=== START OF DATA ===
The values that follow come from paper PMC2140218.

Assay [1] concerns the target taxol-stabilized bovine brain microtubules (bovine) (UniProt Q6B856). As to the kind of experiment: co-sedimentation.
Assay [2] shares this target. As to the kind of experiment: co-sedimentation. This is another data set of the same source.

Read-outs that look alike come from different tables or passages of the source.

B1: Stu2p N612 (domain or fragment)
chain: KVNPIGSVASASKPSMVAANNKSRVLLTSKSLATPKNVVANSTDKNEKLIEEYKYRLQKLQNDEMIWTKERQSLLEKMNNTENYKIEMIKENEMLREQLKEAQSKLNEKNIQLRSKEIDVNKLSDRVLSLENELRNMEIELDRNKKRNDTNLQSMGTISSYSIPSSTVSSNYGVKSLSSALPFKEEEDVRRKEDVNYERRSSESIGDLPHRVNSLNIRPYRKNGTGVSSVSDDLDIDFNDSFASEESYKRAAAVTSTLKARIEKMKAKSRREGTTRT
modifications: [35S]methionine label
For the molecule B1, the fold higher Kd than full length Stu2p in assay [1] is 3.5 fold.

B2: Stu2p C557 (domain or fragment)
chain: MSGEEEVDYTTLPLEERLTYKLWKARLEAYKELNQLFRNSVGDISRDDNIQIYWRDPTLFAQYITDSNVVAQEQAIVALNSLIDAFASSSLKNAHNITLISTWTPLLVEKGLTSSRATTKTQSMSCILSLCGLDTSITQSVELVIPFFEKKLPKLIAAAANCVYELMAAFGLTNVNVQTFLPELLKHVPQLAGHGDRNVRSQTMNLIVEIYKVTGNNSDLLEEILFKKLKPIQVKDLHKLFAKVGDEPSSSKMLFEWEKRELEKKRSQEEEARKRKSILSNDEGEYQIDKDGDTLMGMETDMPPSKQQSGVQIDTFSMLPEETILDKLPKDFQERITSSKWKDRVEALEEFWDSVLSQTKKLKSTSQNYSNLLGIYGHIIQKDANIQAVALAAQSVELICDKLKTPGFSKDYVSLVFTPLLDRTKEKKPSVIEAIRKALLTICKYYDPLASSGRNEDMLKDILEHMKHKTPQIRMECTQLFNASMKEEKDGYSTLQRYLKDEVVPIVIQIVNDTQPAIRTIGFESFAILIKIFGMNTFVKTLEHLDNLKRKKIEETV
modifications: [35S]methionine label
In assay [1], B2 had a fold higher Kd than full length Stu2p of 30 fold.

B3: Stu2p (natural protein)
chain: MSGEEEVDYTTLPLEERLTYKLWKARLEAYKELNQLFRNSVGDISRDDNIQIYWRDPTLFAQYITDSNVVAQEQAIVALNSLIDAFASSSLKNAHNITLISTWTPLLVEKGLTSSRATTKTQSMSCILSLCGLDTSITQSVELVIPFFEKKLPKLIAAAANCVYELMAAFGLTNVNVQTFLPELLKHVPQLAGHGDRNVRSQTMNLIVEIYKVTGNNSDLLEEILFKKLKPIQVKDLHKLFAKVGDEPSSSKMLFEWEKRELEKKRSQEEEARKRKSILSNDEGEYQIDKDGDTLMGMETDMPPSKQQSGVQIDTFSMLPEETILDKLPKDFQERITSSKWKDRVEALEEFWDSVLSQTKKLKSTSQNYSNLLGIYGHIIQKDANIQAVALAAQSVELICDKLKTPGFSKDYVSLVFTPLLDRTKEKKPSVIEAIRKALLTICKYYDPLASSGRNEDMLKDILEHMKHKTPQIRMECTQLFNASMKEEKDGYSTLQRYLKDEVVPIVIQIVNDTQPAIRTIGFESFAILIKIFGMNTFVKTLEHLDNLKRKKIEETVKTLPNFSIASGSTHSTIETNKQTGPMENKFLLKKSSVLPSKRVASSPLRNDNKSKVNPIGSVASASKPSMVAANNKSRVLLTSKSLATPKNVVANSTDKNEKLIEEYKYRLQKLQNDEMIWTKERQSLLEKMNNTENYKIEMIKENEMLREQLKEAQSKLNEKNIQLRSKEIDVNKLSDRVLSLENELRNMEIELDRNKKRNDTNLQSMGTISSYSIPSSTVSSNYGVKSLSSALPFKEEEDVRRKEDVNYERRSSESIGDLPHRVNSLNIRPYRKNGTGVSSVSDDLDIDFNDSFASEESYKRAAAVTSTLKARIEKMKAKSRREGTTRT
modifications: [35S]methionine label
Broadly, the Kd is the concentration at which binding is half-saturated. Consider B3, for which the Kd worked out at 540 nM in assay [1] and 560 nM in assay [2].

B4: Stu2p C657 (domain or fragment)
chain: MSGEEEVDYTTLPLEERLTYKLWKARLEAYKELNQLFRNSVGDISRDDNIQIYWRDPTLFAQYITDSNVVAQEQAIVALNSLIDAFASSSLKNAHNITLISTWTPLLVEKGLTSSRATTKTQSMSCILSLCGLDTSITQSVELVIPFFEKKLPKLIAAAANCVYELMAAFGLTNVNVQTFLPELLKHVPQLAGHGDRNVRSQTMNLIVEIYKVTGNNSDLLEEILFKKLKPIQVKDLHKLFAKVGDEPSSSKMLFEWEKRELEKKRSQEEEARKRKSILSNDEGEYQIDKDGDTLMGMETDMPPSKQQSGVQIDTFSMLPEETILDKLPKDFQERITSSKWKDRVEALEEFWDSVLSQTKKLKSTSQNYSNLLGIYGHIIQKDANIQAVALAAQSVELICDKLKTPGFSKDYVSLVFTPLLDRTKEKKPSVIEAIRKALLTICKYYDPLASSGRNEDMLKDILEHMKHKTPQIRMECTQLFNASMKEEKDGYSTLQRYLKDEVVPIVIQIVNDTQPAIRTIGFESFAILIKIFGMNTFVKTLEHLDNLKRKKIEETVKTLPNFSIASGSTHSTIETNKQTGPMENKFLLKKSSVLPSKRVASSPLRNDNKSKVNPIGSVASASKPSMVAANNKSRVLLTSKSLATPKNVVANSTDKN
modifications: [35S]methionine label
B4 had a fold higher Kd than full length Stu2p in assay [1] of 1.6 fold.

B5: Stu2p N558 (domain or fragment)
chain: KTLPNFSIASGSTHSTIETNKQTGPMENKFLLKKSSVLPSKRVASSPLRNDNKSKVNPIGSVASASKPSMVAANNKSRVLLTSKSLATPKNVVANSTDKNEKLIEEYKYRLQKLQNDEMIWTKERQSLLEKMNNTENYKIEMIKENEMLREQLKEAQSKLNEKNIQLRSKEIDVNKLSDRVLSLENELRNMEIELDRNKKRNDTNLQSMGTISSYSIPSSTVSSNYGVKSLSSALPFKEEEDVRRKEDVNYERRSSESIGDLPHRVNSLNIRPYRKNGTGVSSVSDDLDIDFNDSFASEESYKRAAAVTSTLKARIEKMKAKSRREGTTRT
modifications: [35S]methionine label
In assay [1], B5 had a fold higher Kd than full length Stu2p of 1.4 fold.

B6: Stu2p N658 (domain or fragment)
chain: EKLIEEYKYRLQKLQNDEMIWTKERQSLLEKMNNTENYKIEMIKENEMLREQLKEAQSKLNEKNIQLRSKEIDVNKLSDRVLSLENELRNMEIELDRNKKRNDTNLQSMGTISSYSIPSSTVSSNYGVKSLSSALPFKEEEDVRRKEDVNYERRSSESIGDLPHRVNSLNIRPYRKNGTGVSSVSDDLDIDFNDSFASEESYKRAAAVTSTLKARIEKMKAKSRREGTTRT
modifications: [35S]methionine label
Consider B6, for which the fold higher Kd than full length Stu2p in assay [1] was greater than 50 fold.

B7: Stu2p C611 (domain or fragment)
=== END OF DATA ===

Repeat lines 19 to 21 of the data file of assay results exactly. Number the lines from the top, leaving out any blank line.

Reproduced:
modifications: [35S]methionine label
B4 had a fold higher Kd than full length Stu2p in assay [1] of 1.6 fold.

B5: Stu2p N558 (domain or fragment)